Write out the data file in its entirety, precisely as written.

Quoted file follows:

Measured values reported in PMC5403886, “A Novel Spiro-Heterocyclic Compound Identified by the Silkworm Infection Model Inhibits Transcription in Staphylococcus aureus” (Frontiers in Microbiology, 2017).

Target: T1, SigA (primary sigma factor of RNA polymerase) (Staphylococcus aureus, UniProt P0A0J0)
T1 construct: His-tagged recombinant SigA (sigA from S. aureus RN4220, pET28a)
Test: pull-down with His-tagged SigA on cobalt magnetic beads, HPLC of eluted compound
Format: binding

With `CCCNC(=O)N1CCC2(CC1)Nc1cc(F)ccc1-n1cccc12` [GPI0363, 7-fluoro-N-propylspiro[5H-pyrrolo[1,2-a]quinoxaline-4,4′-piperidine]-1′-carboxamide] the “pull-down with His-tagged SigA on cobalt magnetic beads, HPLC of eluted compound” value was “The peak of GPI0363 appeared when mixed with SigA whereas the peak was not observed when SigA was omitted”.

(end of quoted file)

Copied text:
Measured values reported in PMC5403886, “A Novel Spiro-Heterocyclic Compound Identified by the Silkworm Infection Model Inhibits Transcription in Staphylococcus aureus” (Frontiers in Microbiology, 2017).

Target: T1, SigA (primary sigma factor of RNA polymerase) (Staphylococcus aureus, UniProt P0A0J0)
T1 construct: His-tagged recombinant SigA (sigA from S. aureus RN4220, pET28a)
Test: pull-down with His-tagged SigA on cobalt magnetic beads, HPLC of eluted compound
Format: binding

With `CCCNC(=O)N1CCC2(CC1)Nc1cc(F)ccc1-n1cccc12` [GPI0363, 7-fluoro-N-propylspiro[5H-pyrrolo[1,2-a]quinoxaline-4,4′-piperidine]-1′-carboxamide] the “pull-down with His-tagged SigA on cobalt magnetic beads, HPLC of eluted compound” value was “The peak of GPI0363 appeared when mixed with SigA whereas the peak was not observed when SigA was omitted”.